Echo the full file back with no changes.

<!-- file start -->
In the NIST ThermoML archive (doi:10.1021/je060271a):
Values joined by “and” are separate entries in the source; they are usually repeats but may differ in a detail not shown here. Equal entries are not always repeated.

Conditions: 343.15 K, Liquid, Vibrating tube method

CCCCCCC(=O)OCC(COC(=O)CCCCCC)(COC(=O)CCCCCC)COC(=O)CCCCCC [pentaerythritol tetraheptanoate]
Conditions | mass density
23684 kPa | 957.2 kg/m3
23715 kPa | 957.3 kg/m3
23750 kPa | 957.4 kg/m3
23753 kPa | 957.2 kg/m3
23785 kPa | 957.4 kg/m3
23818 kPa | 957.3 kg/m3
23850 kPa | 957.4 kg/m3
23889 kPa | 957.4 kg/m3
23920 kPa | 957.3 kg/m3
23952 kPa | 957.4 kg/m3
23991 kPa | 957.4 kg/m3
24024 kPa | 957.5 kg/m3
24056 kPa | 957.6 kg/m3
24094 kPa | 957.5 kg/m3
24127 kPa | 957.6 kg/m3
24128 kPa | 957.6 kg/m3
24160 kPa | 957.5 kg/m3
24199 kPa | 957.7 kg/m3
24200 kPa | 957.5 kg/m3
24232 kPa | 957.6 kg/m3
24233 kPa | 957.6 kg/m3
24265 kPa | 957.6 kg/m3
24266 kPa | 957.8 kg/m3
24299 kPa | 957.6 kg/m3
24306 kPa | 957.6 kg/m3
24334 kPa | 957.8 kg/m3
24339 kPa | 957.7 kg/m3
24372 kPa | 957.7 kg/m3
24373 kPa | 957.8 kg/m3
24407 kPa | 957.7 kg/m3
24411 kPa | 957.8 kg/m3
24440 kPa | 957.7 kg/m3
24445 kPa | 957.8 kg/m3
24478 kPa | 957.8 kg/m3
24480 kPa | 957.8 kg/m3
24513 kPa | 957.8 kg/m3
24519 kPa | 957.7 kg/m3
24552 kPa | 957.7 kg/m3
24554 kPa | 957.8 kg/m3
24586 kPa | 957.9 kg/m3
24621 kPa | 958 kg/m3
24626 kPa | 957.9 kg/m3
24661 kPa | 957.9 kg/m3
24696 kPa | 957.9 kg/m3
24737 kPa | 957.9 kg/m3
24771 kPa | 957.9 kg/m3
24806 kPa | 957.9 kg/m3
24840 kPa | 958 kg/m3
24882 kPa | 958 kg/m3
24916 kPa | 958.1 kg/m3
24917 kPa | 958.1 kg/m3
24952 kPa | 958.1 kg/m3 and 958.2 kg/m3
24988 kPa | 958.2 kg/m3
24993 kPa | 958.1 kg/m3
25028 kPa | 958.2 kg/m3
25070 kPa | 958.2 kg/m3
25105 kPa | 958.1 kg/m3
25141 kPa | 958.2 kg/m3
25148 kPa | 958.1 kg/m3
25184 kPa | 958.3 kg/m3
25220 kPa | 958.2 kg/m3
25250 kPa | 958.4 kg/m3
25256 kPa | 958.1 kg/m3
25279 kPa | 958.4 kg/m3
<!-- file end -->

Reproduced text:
In the NIST ThermoML archive (doi:10.1021/je060271a):
Values joined by “and” are separate entries in the source; they are usually repeats but may differ in a detail not shown here. Equal entries are not always repeated.

Conditions: 343.15 K, Liquid, Vibrating tube method

CCCCCCC(=O)OCC(COC(=O)CCCCCC)(COC(=O)CCCCCC)COC(=O)CCCCCC [pentaerythritol tetraheptanoate]
Conditions | mass density
23684 kPa | 957.2 kg/m3
23715 kPa | 957.3 kg/m3
23750 kPa | 957.4 kg/m3
23753 kPa | 957.2 kg/m3
23785 kPa | 957.4 kg/m3
23818 kPa | 957.3 kg/m3
23850 kPa | 957.4 kg/m3
23889 kPa | 957.4 kg/m3
23920 kPa | 957.3 kg/m3
23952 kPa | 957.4 kg/m3
23991 kPa | 957.4 kg/m3
24024 kPa | 957.5 kg/m3
24056 kPa | 957.6 kg/m3
24094 kPa | 957.5 kg/m3
24127 kPa | 957.6 kg/m3
24128 kPa | 957.6 kg/m3
24160 kPa | 957.5 kg/m3
24199 kPa | 957.7 kg/m3
24200 kPa | 957.5 kg/m3
24232 kPa | 957.6 kg/m3
24233 kPa | 957.6 kg/m3
24265 kPa | 957.6 kg/m3
24266 kPa | 957.8 kg/m3
24299 kPa | 957.6 kg/m3
24306 kPa | 957.6 kg/m3
24334 kPa | 957.8 kg/m3
24339 kPa | 957.7 kg/m3
24372 kPa | 957.7 kg/m3
24373 kPa | 957.8 kg/m3
24407 kPa | 957.7 kg/m3
24411 kPa | 957.8 kg/m3
24440 kPa | 957.7 kg/m3
24445 kPa | 957.8 kg/m3
24478 kPa | 957.8 kg/m3
24480 kPa | 957.8 kg/m3
24513 kPa | 957.8 kg/m3
24519 kPa | 957.7 kg/m3
24552 kPa | 957.7 kg/m3
24554 kPa | 957.8 kg/m3
24586 kPa | 957.9 kg/m3
24621 kPa | 958 kg/m3
24626 kPa | 957.9 kg/m3
24661 kPa | 957.9 kg/m3
24696 kPa | 957.9 kg/m3
24737 kPa | 957.9 kg/m3
24771 kPa | 957.9 kg/m3
24806 kPa | 957.9 kg/m3
24840 kPa | 958 kg/m3
24882 kPa | 958 kg/m3
24916 kPa | 958.1 kg/m3
24917 kPa | 958.1 kg/m3
24952 kPa | 958.1 kg/m3 and 958.2 kg/m3
24988 kPa | 958.2 kg/m3
24993 kPa | 958.1 kg/m3
25028 kPa | 958.2 kg/m3
25070 kPa | 958.2 kg/m3
25105 kPa | 958.1 kg/m3
25141 kPa | 958.2 kg/m3
25148 kPa | 958.1 kg/m3
25184 kPa | 958.3 kg/m3
25220 kPa | 958.2 kg/m3
25250 kPa | 958.4 kg/m3
25256 kPa | 958.1 kg/m3
25279 kPa | 958.4 kg/m3